How to effectively brief a copywriter (without getting your knickers in a twist)
To a copywriter there is nothing more confidence-deflating and failure-inducing than an unclear brief. A copywriter needs two main elements from their client: facts and ideas. The first is fairly simple but the second element comes from your passion, inspiration and vision for your business.
Briefs (and not the underwear variety on this occasion!) come in all different shapes and sizes. Some are short, others are detailed; some have too much waffle; others are just fluffy and ambiguous. The crucial point though, is that the copywriter is given clear direction and that the brief is accurately defined.
You may think it seems like a daunting project to pay someone who knows almost nothing about your company to successfully write about it. To write convincingly about anything, copywriters need to understand exactly what you do and sell and who your target market is. If you are clear about your business offering, a copywriter will find many different ways to sell it (and if the copywriter is a professional, he or she will know all the right questions to ask you anyway). Nevertheless, it obviously helps if you can think things through for yourself in advance.
In order to help the copywriter get under the skin of your business, you need to think about what I call “The Magic W’s”:
• What is being written?
• Why is it being written?
• Who is your target audience, and who do you want to read it?
• Where will they be reading it?
• How do you want people to feel or respond after reading it?
In other words, you need to think about the objective of the copy; the tone of voice; the length; the format; the key messages; the call to action, and the audience or readership.
It is always a good idea to run the brief by a colleague before you pass it on to the copywriter. If they don't understand it, the chances are that the copywriter won’t either. Try and involve only one other person, two at the most. The more people you involve, the more changes you’ll likely need to make, and changes take time – and subsequently, money.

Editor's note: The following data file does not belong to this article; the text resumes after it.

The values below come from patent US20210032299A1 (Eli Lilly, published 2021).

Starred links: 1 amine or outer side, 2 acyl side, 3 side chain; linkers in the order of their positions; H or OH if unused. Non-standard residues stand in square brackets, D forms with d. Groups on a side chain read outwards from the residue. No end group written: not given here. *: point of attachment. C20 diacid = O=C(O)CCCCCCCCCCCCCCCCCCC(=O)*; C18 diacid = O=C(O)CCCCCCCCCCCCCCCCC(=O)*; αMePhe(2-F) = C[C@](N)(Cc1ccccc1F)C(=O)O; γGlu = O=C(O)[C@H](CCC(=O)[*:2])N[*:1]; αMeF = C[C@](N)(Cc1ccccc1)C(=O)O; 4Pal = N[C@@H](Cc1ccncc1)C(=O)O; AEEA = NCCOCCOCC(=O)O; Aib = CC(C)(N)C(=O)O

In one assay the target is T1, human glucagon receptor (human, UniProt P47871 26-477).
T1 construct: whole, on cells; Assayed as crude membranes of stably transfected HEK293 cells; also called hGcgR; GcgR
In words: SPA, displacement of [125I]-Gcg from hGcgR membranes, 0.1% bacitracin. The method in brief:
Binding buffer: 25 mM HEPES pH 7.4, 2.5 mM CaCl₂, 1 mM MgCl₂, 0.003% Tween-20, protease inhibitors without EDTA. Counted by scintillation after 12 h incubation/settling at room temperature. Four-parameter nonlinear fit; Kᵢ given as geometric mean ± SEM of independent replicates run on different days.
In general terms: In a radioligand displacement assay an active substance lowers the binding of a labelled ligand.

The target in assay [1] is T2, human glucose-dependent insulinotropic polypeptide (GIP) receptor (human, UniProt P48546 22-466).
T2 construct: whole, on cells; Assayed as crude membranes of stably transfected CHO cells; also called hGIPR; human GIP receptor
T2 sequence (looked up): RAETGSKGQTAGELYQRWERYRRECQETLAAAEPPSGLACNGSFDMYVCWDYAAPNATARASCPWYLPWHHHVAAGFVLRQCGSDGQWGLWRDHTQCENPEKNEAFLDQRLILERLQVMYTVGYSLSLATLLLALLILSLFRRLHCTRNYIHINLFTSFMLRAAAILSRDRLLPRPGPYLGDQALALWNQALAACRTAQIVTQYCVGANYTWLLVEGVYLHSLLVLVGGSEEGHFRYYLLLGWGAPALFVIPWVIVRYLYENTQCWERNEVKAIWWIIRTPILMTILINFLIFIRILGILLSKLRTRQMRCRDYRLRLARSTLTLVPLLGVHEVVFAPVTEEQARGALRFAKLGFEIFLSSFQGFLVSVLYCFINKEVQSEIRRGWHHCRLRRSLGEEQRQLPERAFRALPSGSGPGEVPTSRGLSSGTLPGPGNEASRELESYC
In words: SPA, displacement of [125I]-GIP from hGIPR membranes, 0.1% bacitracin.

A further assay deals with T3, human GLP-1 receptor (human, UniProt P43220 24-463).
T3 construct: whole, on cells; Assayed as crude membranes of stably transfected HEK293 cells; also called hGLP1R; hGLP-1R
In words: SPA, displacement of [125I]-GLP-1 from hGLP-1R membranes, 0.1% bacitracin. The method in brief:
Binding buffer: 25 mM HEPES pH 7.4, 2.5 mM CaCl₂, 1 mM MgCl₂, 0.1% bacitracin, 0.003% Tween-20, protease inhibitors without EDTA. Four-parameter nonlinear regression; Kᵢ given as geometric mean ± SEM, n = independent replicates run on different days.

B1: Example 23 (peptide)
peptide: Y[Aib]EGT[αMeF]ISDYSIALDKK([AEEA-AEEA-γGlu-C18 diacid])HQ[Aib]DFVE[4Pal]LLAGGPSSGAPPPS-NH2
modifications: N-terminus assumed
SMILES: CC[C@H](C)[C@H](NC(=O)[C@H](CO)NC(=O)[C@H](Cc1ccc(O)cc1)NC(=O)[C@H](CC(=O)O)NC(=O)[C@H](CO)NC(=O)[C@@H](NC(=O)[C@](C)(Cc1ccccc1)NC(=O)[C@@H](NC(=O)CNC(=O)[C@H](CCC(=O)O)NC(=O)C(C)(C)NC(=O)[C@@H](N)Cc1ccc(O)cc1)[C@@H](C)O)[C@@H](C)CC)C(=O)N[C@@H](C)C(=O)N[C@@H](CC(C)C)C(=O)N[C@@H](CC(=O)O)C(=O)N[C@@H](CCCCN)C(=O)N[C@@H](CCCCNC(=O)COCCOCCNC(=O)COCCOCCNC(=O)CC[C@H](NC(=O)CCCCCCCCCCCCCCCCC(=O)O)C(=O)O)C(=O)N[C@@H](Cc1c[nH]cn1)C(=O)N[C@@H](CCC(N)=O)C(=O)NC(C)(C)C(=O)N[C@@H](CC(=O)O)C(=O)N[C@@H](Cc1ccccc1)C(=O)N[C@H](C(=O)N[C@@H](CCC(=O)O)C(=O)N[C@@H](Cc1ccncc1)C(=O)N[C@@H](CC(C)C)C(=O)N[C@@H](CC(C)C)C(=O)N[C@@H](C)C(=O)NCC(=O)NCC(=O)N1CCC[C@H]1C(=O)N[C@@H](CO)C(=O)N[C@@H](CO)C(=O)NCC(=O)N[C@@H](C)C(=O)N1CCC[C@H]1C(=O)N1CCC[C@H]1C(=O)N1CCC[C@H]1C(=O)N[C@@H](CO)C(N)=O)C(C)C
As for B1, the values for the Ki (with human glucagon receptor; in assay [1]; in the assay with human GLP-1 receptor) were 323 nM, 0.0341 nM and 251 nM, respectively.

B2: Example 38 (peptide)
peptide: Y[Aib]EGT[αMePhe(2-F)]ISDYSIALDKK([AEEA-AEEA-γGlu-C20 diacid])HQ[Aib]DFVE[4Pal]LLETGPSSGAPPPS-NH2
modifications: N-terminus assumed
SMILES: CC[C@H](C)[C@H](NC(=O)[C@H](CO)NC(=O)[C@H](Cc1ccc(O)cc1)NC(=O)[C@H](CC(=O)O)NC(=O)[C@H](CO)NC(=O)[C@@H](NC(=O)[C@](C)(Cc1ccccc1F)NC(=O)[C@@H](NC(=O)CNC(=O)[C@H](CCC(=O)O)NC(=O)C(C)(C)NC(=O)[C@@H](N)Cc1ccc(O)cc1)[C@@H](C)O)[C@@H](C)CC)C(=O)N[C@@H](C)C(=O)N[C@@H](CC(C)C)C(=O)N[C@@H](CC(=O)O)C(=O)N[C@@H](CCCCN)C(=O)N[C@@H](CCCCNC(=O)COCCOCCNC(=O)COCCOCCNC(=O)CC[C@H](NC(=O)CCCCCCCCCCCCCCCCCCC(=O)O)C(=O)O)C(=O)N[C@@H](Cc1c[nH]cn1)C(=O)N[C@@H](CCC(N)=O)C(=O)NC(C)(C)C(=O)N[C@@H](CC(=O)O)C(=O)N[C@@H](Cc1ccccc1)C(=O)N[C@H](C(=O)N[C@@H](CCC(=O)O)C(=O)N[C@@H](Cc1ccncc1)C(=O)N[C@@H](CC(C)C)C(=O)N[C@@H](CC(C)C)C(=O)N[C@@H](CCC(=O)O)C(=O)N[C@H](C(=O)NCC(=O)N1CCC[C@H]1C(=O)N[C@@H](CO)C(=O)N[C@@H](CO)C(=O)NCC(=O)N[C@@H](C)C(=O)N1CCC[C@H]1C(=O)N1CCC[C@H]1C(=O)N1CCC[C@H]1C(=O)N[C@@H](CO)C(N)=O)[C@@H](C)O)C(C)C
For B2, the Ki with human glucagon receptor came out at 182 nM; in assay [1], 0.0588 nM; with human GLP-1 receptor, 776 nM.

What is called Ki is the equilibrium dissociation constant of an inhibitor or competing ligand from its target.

Once you have decided on a copywriter, you need to agree a cost with them. Copywriters invariably charge a fixed fee, based on how long they expect a job to take, then they may add on some time for amendments and admin. Make sure that the price quoted includes all meetings and travel time, the first draft copy and up to two rounds of iterations (however, if you have nailed the brief first time, this is often not necessary!). If you start adding more elements or changing the brief as the project progresses, you’ll have to pay the copywriter for the extra time, so it’s critical to get the brief right from the outset.
In addition, make sure you agree a timeline for the finished piece of work, so everyone is aware and informed from the start how long they have got for writing, feedback, edits and amendments.
Finally, communicate frequently and openly with your copywriter. Be honest when you’re giving feedback and more importantly, be specific.
So, to help copywriters get to the heart of your message, it is worth investing time at the start of the project by writing a detailed and accurate brief. It will pay dividends in the long run, ensuring that your copywriter delivers exactly what’s required, first time, on time, every time.